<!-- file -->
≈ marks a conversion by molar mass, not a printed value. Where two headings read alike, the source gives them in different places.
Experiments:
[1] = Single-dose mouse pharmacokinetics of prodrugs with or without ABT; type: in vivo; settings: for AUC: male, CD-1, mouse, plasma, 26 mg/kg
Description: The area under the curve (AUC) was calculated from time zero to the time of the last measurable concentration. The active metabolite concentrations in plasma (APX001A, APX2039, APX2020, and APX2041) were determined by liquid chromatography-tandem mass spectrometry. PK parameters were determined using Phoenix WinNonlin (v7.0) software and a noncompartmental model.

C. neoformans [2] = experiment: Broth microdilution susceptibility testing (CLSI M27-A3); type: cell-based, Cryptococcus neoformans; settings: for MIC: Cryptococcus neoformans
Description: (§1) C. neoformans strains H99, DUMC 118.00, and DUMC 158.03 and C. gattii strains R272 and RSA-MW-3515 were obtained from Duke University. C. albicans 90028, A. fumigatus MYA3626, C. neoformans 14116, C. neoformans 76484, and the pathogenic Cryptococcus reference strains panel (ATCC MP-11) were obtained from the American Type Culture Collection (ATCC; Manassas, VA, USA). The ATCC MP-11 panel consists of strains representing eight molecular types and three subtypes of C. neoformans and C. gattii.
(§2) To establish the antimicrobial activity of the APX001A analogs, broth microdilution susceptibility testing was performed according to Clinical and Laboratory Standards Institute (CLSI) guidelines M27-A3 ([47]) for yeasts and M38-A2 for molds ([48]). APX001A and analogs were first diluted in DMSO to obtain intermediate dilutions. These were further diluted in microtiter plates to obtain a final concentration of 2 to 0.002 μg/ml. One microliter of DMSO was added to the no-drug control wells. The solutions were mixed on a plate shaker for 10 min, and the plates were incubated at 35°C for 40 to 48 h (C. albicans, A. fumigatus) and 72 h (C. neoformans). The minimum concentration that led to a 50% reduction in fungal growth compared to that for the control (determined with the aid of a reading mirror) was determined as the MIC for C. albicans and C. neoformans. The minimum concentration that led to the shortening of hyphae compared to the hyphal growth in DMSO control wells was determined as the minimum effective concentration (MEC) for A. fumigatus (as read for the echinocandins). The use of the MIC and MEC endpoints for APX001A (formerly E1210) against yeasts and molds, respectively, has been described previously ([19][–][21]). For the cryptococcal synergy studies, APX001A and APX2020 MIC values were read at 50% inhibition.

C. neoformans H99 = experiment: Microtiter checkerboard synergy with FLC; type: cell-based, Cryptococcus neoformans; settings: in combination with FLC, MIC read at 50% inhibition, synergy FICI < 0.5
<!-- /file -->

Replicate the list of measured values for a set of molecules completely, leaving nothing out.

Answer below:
≈ marks a conversion by molar mass, not a printed value. Where two headings read alike, the source gives them in different places.
Experiments:
[1] = Single-dose mouse pharmacokinetics of prodrugs with or without ABT; type: in vivo; settings: for AUC: male, CD-1, mouse, plasma, 26 mg/kg
Description: The area under the curve (AUC) was calculated from time zero to the time of the last measurable concentration. The active metabolite concentrations in plasma (APX001A, APX2039, APX2020, and APX2041) were determined by liquid chromatography-tandem mass spectrometry. PK parameters were determined using Phoenix WinNonlin (v7.0) software and a noncompartmental model.

C. neoformans [2] = experiment: Broth microdilution susceptibility testing (CLSI M27-A3); type: cell-based, Cryptococcus neoformans; settings: for MIC: Cryptococcus neoformans
Description: (§1) C. neoformans strains H99, DUMC 118.00, and DUMC 158.03 and C. gattii strains R272 and RSA-MW-3515 were obtained from Duke University. C. albicans 90028, A. fumigatus MYA3626, C. neoformans 14116, C. neoformans 76484, and the pathogenic Cryptococcus reference strains panel (ATCC MP-11) were obtained from the American Type Culture Collection (ATCC; Manassas, VA, USA). The ATCC MP-11 panel consists of strains representing eight molecular types and three subtypes of C. neoformans and C. gattii.
(§2) To establish the antimicrobial activity of the APX001A analogs, broth microdilution susceptibility testing was performed according to Clinical and Laboratory Standards Institute (CLSI) guidelines M27-A3 ([47]) for yeasts and M38-A2 for molds ([48]). APX001A and analogs were first diluted in DMSO to obtain intermediate dilutions. These were further diluted in microtiter plates to obtain a final concentration of 2 to 0.002 μg/ml. One microliter of DMSO was added to the no-drug control wells. The solutions were mixed on a plate shaker for 10 min, and the plates were incubated at 35°C for 40 to 48 h (C. albicans, A. fumigatus) and 72 h (C. neoformans). The minimum concentration that led to a 50% reduction in fungal growth compared to that for the control (determined with the aid of a reading mirror) was determined as the MIC for C. albicans and C. neoformans. The minimum concentration that led to the shortening of hyphae compared to the hyphal growth in DMSO control wells was determined as the minimum effective concentration (MEC) for A. fumigatus (as read for the echinocandins). The use of the MIC and MEC endpoints for APX001A (formerly E1210) against yeasts and molds, respectively, has been described previously ([19][–][21]). For the cryptococcal synergy studies, APX001A and APX2020 MIC values were read at 50% inhibition.

C. neoformans H99 = experiment: Microtiter checkerboard synergy with FLC; type: cell-based, Cryptococcus neoformans; settings: in combination with FLC, MIC read at 50% inhibition, synergy FICI < 0.5